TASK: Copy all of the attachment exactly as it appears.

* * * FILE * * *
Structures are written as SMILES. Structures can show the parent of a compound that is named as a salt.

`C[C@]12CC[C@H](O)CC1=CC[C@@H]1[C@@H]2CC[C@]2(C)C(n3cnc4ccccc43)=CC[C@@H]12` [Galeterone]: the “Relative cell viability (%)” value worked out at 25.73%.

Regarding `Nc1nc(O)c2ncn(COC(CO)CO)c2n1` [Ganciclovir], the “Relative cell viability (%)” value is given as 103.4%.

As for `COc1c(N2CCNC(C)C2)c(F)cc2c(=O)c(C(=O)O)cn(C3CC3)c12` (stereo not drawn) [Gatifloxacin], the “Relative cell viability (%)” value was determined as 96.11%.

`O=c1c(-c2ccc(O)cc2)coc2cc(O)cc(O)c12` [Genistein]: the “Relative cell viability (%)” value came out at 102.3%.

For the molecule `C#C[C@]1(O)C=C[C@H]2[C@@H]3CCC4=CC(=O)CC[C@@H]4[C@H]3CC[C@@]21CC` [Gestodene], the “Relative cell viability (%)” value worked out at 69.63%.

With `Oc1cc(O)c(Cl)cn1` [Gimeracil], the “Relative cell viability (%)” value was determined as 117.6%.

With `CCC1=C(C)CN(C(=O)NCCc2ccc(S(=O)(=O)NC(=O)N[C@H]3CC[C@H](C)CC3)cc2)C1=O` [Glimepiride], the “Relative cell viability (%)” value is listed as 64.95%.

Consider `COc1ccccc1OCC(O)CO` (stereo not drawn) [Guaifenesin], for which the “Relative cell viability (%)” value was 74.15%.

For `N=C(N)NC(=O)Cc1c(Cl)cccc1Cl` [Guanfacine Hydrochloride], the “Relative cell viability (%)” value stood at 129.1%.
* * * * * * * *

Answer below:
Structures are written as SMILES. Structures can show the parent of a compound that is named as a salt.

`C[C@]12CC[C@H](O)CC1=CC[C@@H]1[C@@H]2CC[C@]2(C)C(n3cnc4ccccc43)=CC[C@@H]12` [Galeterone]: the “Relative cell viability (%)” value worked out at 25.73%.

Regarding `Nc1nc(O)c2ncn(COC(CO)CO)c2n1` [Ganciclovir], the “Relative cell viability (%)” value is given as 103.4%.

As for `COc1c(N2CCNC(C)C2)c(F)cc2c(=O)c(C(=O)O)cn(C3CC3)c12` (stereo not drawn) [Gatifloxacin], the “Relative cell viability (%)” value was determined as 96.11%.

`O=c1c(-c2ccc(O)cc2)coc2cc(O)cc(O)c12` [Genistein]: the “Relative cell viability (%)” value came out at 102.3%.

For the molecule `C#C[C@]1(O)C=C[C@H]2[C@@H]3CCC4=CC(=O)CC[C@@H]4[C@H]3CC[C@@]21CC` [Gestodene], the “Relative cell viability (%)” value worked out at 69.63%.

With `Oc1cc(O)c(Cl)cn1` [Gimeracil], the “Relative cell viability (%)” value was determined as 117.6%.

With `CCC1=C(C)CN(C(=O)NCCc2ccc(S(=O)(=O)NC(=O)N[C@H]3CC[C@H](C)CC3)cc2)C1=O` [Glimepiride], the “Relative cell viability (%)” value is listed as 64.95%.

Consider `COc1ccccc1OCC(O)CO` (stereo not drawn) [Guaifenesin], for which the “Relative cell viability (%)” value was 74.15%.

For `N=C(N)NC(=O)Cc1c(Cl)cccc1Cl` [Guanfacine Hydrochloride], the “Relative cell viability (%)” value stood at 129.1%.